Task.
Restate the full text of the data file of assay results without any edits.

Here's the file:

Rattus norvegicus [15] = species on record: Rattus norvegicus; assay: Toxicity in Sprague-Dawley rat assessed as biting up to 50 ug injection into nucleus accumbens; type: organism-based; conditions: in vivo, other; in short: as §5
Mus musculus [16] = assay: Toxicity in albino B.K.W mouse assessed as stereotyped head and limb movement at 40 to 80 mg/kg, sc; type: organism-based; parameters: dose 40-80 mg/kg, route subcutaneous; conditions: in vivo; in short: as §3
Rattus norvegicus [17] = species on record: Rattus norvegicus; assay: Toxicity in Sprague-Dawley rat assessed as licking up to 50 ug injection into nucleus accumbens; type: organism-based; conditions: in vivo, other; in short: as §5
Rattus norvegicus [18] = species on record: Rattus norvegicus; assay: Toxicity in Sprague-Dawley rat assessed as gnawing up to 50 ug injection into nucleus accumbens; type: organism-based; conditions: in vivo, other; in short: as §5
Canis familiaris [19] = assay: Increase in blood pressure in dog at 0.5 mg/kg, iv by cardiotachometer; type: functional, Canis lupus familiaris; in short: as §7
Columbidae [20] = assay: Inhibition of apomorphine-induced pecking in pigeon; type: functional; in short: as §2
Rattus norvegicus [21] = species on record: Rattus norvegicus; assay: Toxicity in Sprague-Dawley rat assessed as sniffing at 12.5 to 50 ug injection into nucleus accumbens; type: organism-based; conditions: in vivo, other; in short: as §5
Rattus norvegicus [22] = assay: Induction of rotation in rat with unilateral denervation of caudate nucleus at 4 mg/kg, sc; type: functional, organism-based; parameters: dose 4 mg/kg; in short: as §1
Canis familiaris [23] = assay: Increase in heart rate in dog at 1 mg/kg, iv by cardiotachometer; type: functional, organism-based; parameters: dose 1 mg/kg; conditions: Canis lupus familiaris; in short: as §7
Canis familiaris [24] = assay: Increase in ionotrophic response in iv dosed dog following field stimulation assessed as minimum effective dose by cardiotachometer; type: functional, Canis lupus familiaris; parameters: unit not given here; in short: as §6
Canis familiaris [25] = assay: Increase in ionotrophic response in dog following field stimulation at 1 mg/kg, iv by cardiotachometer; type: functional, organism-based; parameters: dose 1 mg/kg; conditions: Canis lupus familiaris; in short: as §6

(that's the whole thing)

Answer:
Rattus norvegicus [15] = species on record: Rattus norvegicus; assay: Toxicity in Sprague-Dawley rat assessed as biting up to 50 ug injection into nucleus accumbens; type: organism-based; conditions: in vivo, other; in short: as §5
Mus musculus [16] = assay: Toxicity in albino B.K.W mouse assessed as stereotyped head and limb movement at 40 to 80 mg/kg, sc; type: organism-based; parameters: dose 40-80 mg/kg, route subcutaneous; conditions: in vivo; in short: as §3
Rattus norvegicus [17] = species on record: Rattus norvegicus; assay: Toxicity in Sprague-Dawley rat assessed as licking up to 50 ug injection into nucleus accumbens; type: organism-based; conditions: in vivo, other; in short: as §5
Rattus norvegicus [18] = species on record: Rattus norvegicus; assay: Toxicity in Sprague-Dawley rat assessed as gnawing up to 50 ug injection into nucleus accumbens; type: organism-based; conditions: in vivo, other; in short: as §5
Canis familiaris [19] = assay: Increase in blood pressure in dog at 0.5 mg/kg, iv by cardiotachometer; type: functional, Canis lupus familiaris; in short: as §7
Columbidae [20] = assay: Inhibition of apomorphine-induced pecking in pigeon; type: functional; in short: as §2
Rattus norvegicus [21] = species on record: Rattus norvegicus; assay: Toxicity in Sprague-Dawley rat assessed as sniffing at 12.5 to 50 ug injection into nucleus accumbens; type: organism-based; conditions: in vivo, other; in short: as §5
Rattus norvegicus [22] = assay: Induction of rotation in rat with unilateral denervation of caudate nucleus at 4 mg/kg, sc; type: functional, organism-based; parameters: dose 4 mg/kg; in short: as §1
Canis familiaris [23] = assay: Increase in heart rate in dog at 1 mg/kg, iv by cardiotachometer; type: functional, organism-based; parameters: dose 1 mg/kg; conditions: Canis lupus familiaris; in short: as §7
Canis familiaris [24] = assay: Increase in ionotrophic response in iv dosed dog following field stimulation assessed as minimum effective dose by cardiotachometer; type: functional, Canis lupus familiaris; parameters: unit not given here; in short: as §6
Canis familiaris [25] = assay: Increase in ionotrophic response in dog following field stimulation at 1 mg/kg, iv by cardiotachometer; type: functional, organism-based; parameters: dose 1 mg/kg; conditions: Canis lupus familiaris; in short: as §6